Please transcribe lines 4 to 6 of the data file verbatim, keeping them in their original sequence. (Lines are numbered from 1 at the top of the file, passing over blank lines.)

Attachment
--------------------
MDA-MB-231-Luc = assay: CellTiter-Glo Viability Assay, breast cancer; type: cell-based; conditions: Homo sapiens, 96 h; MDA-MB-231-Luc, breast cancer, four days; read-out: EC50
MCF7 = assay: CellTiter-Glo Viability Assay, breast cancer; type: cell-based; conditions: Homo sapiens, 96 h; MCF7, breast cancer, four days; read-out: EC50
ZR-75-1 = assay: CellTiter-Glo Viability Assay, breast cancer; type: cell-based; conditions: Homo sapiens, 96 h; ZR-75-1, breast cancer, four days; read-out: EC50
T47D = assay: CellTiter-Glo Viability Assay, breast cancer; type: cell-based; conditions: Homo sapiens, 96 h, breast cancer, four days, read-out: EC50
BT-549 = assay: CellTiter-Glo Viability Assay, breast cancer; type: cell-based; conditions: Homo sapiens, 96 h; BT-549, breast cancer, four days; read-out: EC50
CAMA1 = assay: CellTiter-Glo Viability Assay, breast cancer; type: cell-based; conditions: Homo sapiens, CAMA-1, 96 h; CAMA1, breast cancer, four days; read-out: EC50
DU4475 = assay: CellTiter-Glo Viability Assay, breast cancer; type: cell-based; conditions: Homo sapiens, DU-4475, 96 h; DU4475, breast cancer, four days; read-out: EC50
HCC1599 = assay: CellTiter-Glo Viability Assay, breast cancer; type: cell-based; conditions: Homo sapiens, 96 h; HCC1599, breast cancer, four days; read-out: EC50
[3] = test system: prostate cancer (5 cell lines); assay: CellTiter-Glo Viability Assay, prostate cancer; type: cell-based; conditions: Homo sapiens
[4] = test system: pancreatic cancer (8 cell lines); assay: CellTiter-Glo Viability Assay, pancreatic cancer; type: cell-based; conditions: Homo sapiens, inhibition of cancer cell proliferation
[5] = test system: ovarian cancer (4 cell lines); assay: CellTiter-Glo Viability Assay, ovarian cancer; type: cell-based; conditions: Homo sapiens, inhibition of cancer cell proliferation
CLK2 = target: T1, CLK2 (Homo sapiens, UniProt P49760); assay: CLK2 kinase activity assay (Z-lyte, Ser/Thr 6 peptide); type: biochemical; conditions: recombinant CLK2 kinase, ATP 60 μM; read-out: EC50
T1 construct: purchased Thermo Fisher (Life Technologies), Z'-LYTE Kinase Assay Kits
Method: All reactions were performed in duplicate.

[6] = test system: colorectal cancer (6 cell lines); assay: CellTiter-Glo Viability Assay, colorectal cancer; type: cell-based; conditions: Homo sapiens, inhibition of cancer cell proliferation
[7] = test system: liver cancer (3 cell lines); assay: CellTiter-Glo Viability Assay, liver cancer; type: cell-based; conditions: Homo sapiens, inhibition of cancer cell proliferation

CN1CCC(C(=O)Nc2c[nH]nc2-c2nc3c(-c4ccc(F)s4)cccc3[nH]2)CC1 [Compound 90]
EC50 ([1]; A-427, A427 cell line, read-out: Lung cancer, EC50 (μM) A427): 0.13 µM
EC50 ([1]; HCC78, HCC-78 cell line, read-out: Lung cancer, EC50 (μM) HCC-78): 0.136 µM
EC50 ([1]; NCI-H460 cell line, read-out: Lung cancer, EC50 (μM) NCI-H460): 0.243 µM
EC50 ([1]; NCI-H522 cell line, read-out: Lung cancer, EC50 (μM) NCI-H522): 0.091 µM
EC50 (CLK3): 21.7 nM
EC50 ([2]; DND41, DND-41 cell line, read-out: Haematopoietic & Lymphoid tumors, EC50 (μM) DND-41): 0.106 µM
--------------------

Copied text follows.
T47D = assay: CellTiter-Glo Viability Assay, breast cancer; type: cell-based; conditions: Homo sapiens, 96 h, breast cancer, four days, read-out: EC50
BT-549 = assay: CellTiter-Glo Viability Assay, breast cancer; type: cell-based; conditions: Homo sapiens, 96 h; BT-549, breast cancer, four days; read-out: EC50
CAMA1 = assay: CellTiter-Glo Viability Assay, breast cancer; type: cell-based; conditions: Homo sapiens, CAMA-1, 96 h; CAMA1, breast cancer, four days; read-out: EC50